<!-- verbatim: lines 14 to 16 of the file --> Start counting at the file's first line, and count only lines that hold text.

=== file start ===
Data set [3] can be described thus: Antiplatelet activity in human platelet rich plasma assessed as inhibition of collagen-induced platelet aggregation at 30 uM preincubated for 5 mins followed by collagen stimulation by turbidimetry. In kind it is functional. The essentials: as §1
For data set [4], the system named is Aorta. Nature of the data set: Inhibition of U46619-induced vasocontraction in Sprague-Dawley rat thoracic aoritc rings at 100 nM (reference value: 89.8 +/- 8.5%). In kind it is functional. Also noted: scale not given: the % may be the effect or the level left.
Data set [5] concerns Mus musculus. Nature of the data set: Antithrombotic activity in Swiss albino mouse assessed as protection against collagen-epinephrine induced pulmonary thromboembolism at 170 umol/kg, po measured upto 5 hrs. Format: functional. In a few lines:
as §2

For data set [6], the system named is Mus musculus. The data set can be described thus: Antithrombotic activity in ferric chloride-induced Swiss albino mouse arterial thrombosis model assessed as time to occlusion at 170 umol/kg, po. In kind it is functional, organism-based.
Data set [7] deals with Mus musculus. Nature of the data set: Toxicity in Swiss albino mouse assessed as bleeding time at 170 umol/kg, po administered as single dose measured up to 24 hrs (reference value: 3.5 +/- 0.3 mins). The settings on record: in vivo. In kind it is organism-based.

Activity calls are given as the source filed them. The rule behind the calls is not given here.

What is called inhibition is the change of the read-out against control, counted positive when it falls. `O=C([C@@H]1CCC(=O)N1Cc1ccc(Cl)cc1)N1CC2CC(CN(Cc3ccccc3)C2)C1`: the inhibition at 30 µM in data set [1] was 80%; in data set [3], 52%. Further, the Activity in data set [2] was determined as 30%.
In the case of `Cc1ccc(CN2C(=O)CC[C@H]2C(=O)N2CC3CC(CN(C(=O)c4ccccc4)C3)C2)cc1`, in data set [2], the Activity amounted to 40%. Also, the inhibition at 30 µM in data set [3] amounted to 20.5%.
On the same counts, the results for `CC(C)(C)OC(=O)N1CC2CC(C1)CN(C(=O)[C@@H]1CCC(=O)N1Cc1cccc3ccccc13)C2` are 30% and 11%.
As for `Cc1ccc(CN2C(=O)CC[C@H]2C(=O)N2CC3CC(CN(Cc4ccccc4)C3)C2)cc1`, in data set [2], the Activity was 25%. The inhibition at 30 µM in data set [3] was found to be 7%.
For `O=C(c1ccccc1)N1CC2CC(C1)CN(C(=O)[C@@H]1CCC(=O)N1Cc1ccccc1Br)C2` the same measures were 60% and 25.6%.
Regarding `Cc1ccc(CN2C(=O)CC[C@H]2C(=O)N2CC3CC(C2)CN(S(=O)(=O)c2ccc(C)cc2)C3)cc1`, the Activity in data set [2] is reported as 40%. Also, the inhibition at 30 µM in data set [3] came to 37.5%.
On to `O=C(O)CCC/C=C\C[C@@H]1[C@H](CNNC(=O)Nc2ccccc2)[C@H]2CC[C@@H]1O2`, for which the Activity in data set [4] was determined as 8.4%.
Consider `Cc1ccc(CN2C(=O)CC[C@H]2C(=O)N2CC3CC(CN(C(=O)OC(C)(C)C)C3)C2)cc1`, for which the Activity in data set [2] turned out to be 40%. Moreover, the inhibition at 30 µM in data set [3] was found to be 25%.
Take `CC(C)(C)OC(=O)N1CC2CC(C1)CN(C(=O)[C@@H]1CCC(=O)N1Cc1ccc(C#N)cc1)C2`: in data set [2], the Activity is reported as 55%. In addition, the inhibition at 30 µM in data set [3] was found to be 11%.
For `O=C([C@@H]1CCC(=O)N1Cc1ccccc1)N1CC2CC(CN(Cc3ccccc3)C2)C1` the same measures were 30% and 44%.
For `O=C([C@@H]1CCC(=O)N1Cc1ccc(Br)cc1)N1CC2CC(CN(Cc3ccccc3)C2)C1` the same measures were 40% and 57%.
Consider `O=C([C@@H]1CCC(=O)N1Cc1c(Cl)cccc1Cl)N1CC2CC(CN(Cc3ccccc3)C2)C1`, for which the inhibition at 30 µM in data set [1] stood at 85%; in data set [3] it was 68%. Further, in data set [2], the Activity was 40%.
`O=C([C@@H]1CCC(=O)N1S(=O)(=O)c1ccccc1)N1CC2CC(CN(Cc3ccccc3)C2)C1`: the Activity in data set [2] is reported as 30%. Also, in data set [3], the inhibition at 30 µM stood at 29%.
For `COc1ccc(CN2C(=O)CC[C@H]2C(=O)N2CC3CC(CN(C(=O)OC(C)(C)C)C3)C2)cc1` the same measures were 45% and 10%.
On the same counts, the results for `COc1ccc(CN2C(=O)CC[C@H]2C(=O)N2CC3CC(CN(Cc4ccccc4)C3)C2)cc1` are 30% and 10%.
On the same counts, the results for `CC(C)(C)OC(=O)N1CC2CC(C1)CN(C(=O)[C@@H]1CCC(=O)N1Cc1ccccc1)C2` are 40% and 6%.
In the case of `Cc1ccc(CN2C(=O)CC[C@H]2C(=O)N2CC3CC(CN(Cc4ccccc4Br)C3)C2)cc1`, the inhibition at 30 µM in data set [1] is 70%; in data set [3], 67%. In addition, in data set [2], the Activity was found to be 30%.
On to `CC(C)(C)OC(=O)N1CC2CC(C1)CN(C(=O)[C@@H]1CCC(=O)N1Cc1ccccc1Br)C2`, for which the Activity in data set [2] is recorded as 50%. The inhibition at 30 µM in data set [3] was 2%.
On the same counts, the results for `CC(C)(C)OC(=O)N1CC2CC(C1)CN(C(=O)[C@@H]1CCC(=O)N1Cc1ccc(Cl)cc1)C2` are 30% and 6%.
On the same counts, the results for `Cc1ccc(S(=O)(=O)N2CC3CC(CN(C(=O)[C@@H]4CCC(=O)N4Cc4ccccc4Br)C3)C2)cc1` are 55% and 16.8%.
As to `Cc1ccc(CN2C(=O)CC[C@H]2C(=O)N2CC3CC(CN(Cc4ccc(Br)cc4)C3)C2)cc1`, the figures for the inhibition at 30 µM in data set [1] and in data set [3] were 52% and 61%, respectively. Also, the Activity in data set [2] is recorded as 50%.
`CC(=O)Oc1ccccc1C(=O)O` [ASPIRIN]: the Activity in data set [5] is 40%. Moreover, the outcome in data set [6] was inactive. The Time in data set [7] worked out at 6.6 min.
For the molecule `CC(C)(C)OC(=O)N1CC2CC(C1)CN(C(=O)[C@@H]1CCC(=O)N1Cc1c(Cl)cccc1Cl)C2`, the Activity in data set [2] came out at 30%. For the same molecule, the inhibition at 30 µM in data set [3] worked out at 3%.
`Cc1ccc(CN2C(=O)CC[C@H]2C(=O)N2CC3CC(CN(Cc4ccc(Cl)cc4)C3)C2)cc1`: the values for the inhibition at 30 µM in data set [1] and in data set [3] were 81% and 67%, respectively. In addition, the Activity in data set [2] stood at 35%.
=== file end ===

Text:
On to `O=C(O)CCC/C=C\C[C@@H]1[C@H](CNNC(=O)Nc2ccccc2)[C@H]2CC[C@@H]1O2`, for which the Activity in data set [4] was determined as 8.4%.
Consider `Cc1ccc(CN2C(=O)CC[C@H]2C(=O)N2CC3CC(CN(C(=O)OC(C)(C)C)C3)C2)cc1`, for which the Activity in data set [2] turned out to be 40%. Moreover, the inhibition at 30 µM in data set [3] was found to be 25%.
Take `CC(C)(C)OC(=O)N1CC2CC(C1)CN(C(=O)[C@@H]1CCC(=O)N1Cc1ccc(C#N)cc1)C2`: in data set [2], the Activity is reported as 55%. In addition, the inhibition at 30 µM in data set [3] was found to be 11%.